Which tells of the settlement of the islands of La Mona and Boriquen, now called San Juan, and other particularities.
Translated by Carlos Espina ’20
The Indians call Boriquen the island that Christians now call San Juan, which is east of Hispaniola, twenty-five or thirty leagues, and between them is La Mona island, ten or seven degrees from the equinoctial line, on the side of our Arctic pole. La Mona is a very small, low, and flat islet that may have a circumference of three leagues or so; it is fertile and inhabited by a few Christians and some Indians, and is in the charge of Francisco de Barrionuevo, who recently was governor of Castilla del Oro. There is ample fishing there and good waters; its main crops are the caçabi (cassava) flour (which is, as I said, from which the Indians make bread) and good corn. There are many good red crabs, which are better than the others, very good vegetables, and very singular cantaloupes from Castile grow there. But since there is little land, it is most useful for what I have said, and also because ships sometimes find water there when they need it. I will stop here to discuss the island of Boriquen or San Juan, which is another twelve or fifteen leagues ahead, further east of La Mona; at the western tip of La Mona there is a round and tall uninhabited islet called Çicheo. San Juan has a length of fifty or fifty-five leagues or so and, at its widest, a latitude of up to eighteen or twenty, and from there twelve to fifteen in some parts, according to the form and figure it has.
Its western part is at seventeen degrees, the northern part is at almost at eighteen degrees and it runs thus from east to west. On the north side its coast is rocky, except at the bay where the main town is now, but everything else is rough coast. On its eastern side there are many small islands called the Virgins, on the southern side there are other small islands along the coast and to the west it has the abovementioned island of Çicheo and Hispaniola, as I have said. This island is very rich in gold and a large quantity has already been mined and continues to be found, especially on the northern coast. The southern part of the island is very fertile and there is a lot of cassava, corn, and everything else that the Indians cultivated on Hispaniola; there is also very good fishing there, which is why the greatest lord of the island, who many other chiefs obeyed, lived and governed there.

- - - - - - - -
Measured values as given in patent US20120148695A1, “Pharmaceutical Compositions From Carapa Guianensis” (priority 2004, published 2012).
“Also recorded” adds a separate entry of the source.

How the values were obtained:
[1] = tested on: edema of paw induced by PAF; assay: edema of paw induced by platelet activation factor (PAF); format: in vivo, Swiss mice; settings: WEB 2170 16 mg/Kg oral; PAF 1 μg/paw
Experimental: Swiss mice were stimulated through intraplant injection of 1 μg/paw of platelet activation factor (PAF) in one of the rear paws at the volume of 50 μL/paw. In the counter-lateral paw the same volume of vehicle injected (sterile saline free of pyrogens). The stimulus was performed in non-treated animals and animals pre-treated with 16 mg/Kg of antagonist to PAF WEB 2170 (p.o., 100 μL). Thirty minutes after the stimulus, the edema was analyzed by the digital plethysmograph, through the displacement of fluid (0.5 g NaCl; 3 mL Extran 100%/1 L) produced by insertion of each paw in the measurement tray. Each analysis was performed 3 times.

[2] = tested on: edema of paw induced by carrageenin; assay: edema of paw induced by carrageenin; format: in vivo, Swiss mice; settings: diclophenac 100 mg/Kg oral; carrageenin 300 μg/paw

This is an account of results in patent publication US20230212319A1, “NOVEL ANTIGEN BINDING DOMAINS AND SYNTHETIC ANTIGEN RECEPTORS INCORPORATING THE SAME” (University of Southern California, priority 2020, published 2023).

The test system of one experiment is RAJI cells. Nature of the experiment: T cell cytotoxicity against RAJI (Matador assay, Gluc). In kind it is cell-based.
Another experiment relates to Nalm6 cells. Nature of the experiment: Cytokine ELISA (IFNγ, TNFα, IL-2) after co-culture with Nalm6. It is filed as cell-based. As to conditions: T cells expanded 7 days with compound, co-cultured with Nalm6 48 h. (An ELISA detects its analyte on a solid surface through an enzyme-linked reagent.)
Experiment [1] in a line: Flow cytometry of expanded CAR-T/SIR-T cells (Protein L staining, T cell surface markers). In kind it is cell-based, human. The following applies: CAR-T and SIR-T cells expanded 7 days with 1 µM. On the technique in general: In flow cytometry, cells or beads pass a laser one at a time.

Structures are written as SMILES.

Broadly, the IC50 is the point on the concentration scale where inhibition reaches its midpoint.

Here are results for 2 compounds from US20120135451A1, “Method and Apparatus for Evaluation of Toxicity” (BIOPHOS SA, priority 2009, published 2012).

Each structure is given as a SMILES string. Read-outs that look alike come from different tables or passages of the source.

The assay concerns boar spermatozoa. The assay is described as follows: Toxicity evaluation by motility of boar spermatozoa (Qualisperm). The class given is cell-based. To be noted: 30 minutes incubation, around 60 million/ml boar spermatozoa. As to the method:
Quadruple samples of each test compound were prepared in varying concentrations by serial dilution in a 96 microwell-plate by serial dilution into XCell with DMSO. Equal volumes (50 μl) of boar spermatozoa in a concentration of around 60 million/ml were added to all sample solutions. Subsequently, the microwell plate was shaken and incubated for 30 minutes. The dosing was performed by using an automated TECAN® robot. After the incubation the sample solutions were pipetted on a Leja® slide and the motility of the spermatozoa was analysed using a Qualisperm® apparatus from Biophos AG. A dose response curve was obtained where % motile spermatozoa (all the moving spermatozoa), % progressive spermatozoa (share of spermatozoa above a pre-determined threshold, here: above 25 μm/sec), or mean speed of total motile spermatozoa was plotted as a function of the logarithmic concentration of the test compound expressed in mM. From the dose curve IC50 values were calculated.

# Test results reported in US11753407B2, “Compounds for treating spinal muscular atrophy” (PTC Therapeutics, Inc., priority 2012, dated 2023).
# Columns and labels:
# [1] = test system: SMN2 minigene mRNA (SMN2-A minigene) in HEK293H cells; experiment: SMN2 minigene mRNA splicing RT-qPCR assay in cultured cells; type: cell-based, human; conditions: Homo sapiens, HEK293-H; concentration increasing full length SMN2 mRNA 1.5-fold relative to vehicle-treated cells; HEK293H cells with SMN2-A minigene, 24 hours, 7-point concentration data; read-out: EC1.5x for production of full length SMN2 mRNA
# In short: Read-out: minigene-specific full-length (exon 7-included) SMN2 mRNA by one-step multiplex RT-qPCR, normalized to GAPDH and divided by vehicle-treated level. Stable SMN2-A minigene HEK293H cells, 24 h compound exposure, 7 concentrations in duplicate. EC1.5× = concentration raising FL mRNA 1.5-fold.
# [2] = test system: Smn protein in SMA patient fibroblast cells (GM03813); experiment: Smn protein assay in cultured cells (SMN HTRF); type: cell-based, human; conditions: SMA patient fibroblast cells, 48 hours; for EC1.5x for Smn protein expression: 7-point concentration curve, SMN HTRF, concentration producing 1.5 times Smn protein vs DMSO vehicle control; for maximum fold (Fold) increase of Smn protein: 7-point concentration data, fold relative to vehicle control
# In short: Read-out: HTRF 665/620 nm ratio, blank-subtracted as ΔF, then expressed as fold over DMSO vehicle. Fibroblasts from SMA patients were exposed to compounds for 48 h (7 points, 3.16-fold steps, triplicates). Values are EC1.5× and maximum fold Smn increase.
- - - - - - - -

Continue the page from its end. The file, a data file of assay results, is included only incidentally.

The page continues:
There are also many good ports on this coast. The birds, animals, fish, trees and the costumes and customs of the people on this island do not differ from what I have said about Hispaniola; except that these Indians of San Juan use arrows and are mainly men of war, but they walk naked and are of the same color and height. The boats or canoes are the same as was written about Hispaniola or Hayti; the differences and other details will be discussed below, but before that I will discuss the way that this island was conquered by the Christians along with some notable things that happened there when it was pacified.